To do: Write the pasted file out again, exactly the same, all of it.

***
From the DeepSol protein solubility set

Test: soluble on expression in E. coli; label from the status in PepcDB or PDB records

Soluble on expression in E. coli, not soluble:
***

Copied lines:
From the DeepSol protein solubility set

Test: soluble on expression in E. coli; label from the status in PepcDB or PDB records

Soluble on expression in E. coli, not soluble: